Newswise — April 24, 2015 - In celebration of the International Year of Soil 2015 (IYS), the Soil Science Society of America (SSSA) is coordinating a series of activities throughout to educate the public about the importance of soil. April’s theme is “Soils Clean and Capture Water”. In SSSA’s April 15 Soils Matter blog post, experts explain how scientists are looking to tap a different water source for agriculture: “green water”.
According to Gary Pierzynski, the traditional source of water for agriculture has been from freshwater sources (lakes, river, and streams). Pierzynski is a soil scientist and professor at Kansas State University.
Scientists refer to this freshwater as “blue water”. Green water is the water in soil that is potentially available for plants to take up and used. Green water must pass through the region of soil found close to and influenced by roots.The rhizosphere is the region of soil found close to and influenced by roots. Green water is held in this portion of soil. Photo courtesy of flickr/NRCS Soil Health.
The key to helping plants get this green water is healthy soils. “Healthy soils with plenty of nutrients and soil physical properties favorable for root growth will lead to healthy plant root systems,” says Pierzynski. Those roots will take up more water for transpiration than smaller root systems. The plants will grow larger and create lush canopies that in turn provide shade and decrease evaporation from the soil. More green water is then available for transpiration that will stimulate more crop growth.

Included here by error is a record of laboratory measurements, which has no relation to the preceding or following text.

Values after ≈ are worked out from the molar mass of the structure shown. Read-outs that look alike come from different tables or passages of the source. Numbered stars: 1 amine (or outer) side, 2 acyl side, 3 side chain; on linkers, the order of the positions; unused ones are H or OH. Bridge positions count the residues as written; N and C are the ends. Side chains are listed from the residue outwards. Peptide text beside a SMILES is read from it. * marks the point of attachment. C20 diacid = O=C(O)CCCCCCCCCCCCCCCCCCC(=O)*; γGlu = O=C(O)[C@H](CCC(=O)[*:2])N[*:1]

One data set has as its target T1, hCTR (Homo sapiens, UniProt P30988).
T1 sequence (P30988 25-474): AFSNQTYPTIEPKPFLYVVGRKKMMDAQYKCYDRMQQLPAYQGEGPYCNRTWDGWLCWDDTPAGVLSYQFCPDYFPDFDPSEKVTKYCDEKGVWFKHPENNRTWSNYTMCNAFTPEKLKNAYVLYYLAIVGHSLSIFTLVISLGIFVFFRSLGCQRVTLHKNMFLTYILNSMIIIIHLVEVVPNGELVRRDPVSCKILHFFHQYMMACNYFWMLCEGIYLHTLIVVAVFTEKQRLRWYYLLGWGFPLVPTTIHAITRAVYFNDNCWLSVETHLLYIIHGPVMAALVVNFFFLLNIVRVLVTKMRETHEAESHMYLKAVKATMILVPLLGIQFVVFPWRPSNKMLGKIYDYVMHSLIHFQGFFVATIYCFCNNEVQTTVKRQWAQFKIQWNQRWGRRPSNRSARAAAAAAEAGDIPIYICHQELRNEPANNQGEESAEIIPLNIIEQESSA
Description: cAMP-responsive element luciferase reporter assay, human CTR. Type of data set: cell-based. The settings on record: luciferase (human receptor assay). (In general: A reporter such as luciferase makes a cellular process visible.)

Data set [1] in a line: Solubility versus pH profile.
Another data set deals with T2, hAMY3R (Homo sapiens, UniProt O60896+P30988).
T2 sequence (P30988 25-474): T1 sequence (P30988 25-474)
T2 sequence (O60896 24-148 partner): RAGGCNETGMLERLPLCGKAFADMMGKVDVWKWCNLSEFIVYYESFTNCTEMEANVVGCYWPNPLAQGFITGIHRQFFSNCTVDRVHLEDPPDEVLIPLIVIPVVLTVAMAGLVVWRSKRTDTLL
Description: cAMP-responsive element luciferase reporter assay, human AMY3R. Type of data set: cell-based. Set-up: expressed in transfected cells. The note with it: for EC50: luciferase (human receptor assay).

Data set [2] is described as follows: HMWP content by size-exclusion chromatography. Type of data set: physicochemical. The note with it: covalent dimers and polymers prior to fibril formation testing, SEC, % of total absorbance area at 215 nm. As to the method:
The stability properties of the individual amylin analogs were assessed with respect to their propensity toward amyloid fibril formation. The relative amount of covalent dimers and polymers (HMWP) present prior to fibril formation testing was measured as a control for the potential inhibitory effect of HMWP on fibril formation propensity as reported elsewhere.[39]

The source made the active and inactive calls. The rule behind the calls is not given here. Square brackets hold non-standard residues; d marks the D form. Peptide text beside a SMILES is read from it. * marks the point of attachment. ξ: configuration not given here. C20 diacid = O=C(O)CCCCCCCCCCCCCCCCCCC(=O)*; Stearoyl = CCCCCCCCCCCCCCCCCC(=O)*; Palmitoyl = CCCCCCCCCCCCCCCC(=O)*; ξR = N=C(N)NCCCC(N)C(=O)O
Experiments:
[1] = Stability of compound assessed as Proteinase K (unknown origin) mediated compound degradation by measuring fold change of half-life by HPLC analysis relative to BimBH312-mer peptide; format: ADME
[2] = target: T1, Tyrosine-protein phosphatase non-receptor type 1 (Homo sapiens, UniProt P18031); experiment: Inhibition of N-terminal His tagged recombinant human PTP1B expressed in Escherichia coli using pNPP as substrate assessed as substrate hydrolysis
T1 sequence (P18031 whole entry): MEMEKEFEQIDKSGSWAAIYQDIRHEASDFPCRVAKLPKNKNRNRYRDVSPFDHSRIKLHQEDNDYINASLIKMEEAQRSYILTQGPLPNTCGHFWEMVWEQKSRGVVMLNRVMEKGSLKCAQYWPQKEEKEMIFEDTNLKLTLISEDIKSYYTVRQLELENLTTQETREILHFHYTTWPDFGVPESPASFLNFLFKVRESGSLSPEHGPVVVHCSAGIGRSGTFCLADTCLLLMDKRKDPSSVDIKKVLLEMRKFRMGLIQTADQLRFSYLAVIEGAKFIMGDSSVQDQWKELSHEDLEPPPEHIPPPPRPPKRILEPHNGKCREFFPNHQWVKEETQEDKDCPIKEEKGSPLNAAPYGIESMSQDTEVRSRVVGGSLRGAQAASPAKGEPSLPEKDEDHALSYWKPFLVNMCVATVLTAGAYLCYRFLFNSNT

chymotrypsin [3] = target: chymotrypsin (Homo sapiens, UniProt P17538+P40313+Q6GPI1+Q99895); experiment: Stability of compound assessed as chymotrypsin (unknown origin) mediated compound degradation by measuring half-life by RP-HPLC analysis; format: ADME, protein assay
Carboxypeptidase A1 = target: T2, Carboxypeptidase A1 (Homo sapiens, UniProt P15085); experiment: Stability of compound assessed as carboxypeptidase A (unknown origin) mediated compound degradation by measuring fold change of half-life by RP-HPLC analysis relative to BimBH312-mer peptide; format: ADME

Researchers are currently finding ways to capitalize on plant-soil feedbacks and optimize the community of soil microorganisms in the rhizosphere, one of the great frontiers in soil science. That work is a key ingredient in the recipe for better using green water and expanding crop production.
As part of their celebration of IYS, SSSA is developing a series of twelve 2-minute educational videos. April’s Soils Clean and Capture Water video can be viewed at www.soils.org/iys/monthly-videos. Educational materials can be viewed at www.soils.org/iys by clicking on the April tab.
Follow SSSA on Facebook at https://www.facebook.com/SSSA.soils, Twitter at SSSA_Soils. SSSA also has a blog, Soils Matter, at http://soilsmatter.wordpress.com/. Additional soils information is on www.soils.org/discover-soils, for teachers at www.soils4teachers.org, and for students through 12th grade, www.soils4kids.org.